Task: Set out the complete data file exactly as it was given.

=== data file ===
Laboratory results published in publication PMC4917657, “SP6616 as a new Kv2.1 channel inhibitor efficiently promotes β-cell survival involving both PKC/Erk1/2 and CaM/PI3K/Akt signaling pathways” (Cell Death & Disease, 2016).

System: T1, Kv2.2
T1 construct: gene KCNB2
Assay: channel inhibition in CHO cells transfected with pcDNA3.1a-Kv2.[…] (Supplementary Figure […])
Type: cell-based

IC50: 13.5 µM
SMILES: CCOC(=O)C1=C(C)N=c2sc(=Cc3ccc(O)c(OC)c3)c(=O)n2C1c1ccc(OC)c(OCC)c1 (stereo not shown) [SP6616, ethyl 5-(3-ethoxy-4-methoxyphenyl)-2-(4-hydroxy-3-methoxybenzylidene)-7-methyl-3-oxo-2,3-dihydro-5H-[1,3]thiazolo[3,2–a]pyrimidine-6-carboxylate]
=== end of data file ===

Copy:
Laboratory results published in publication PMC4917657, “SP6616 as a new Kv2.1 channel inhibitor efficiently promotes β-cell survival involving both PKC/Erk1/2 and CaM/PI3K/Akt signaling pathways” (Cell Death & Disease, 2016).

System: T1, Kv2.2
T1 construct: gene KCNB2
Assay: channel inhibition in CHO cells transfected with pcDNA3.1a-Kv2.[…] (Supplementary Figure […])
Type: cell-based

IC50: 13.5 µM
SMILES: CCOC(=O)C1=C(C)N=c2sc(=Cc3ccc(O)c(OC)c3)c(=O)n2C1c1ccc(OC)c(OCC)c1 (stereo not shown) [SP6616, ethyl 5-(3-ethoxy-4-methoxyphenyl)-2-(4-hydroxy-3-methoxybenzylidene)-7-methyl-3-oxo-2,3-dihydro-5H-[1,3]thiazolo[3,2–a]pyrimidine-6-carboxylate]